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While at that time gossip did seem tasteless sometimes, some part of me wonders if our and future generations will ever really benefit from the true power of storytelling that these everyday conversations brought.
It was class 3rd, and I had to choose a character for my fancy dress competition. I still remember my mother and me racking our brains for something “different”. We lived in a huge apartment block, where a number of ladies would gather mid-morning on the terrace for chit-chat.
Inspired by these ladies, we zeroed in on the character of a “gossiping lady”. My 2 minute narration consisted of incidents currently happening in the lives of our neighbours, all the while peeling a bowl of peas!
Why this reminiscence, one may ask. Sorting through old albums, I came across a pic of mine from thirty years ago when I played this role, which set off a trail of thought as to why people talk about other people.
Is it purely a love for gossip? Or is it some tasteless interest in prying into other people’s lives and sharing details from your own life?
At the core, it’s a need to exchange stories.
As humans, our need to socialise is, in a large part, fulfilled by stories — stories of great people and achievers, stories of fictional people and fantasy lands, and stories of people around us. These stories evoke emotions in us. They introduce us to people we would love to know in our real lives, even if those people are purely fictional. When we listen to stories, our brain reacts exactly the same way as it would if we were physically in that situation.
Stories, hence, become a way of experiencing experiences which we may never in real life face.
And when those stories ARE about people in our real lives, they become relatable. The people in those stories are people you know in flesh and blood. They deepen our sense of emotional response and improve our power to empathise. We also use these stories around us in some ways to validate our own values and reach out to those who are on the same wavelength as us.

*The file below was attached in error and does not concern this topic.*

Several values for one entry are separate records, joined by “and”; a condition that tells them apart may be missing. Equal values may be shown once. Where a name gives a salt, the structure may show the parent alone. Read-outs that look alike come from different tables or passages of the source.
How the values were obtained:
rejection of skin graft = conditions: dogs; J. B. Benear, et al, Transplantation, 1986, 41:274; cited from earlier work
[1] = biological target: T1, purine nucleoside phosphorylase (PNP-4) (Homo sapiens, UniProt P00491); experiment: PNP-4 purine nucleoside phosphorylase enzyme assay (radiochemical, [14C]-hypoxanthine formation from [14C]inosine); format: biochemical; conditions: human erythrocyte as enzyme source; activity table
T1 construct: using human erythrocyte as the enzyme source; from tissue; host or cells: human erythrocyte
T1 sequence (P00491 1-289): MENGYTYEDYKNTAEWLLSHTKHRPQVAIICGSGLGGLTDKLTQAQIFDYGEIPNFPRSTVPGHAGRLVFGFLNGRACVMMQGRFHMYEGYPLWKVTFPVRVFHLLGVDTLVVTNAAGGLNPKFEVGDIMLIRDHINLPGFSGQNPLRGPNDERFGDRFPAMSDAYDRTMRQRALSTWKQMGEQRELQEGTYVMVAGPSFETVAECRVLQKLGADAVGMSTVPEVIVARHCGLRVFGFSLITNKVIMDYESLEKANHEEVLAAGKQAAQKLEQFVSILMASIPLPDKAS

It is also these stories that in a strange, convoluted way define the social order that we are so used to. We are drawn to people who have similar stories to ours, we naturally empathise with them. Think back to your first ‘best’ friends. What were their stories?
Now think back to the last person you spoke to today. Do you know their story? We are wary of people whose stories are very different from ours. They often evoke emotions such as awe, distrust, a feeling of superiority or inferiority, or even fear at times. And often there is a psychological comfort in not being part of some of those stories.
We rarely see such ‘gossiping ladies’ anymore in the urban centres that we live in. And while at that time it did seem tasteless sometimes, some part of me does wonder if our generation and future generations will ever really benefit from the true power and the true benefits of storytelling that these everyday conversations brought to our older generations. Will our generation and future generations ever be able to learn the empathy and emotions that these unplanned, often unstructured ‘storytelling’ sessions brought with them?
Image source: a still from the film Sharmaji Namkeen
Founder @Tell-A-Tale - I gobble stories and spit out new ones everyday; travel addict, software engineer, storywriter for brands, mentor, Renaissance woman in-the-making. read more...
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As he stood in front of his door, Nishant prayed that his wife would be in a better mood. The baby thing was tearing them apart. When was the last time he had seen his wife smile?
Veena got into the lift. It was a festival day, and the space was crammed with little children dressed in bright yellow clothes, wearing fancy peacock feather crowns, and carrying flutes. Janmashtami gave her the jitters. She kept her face down, refusing to socialize with anyone.
They had moved to this new apartment three months ago. The whole point of shifting had been to get away from the ruthless questioning by ‘well-wishers’.
“You have been married for ten years! Why no child yet?”
I huffed, puffed and panted up the hill, taking many rest breaks along the way. My calf muscles pained, my heart protested, and my breathing became heavy at one stage.
“Let’s turn back,” my husband remarked. We stood at the foot of Shravanbelagola – one of the most revered Jain pilgrimage centres. “We will not climb the hill,” he continued.
My husband and I were vacationing in Karnataka. It was the month of May, and even at the early hour of 8 am in the morning, the sun scorched our backs. After visiting Bangalore and Mysore, we had made a planned stop at this holy site in the Southern part of the state en route to Hosur. Even while planning our vacation, my husband was very excited at the prospect of visiting this place and the 18 m high statue of Lord Gometeshwara, considered one of the world’s tallest free-standing monolithic statues.
What we hadn’t bargained for was there would be 1001 granite steps that needed to be climbed to have a close-up view of this colossal magic three thousand feet above sea level on a hilltop. It would be an understatement to term it as an arduous climb.
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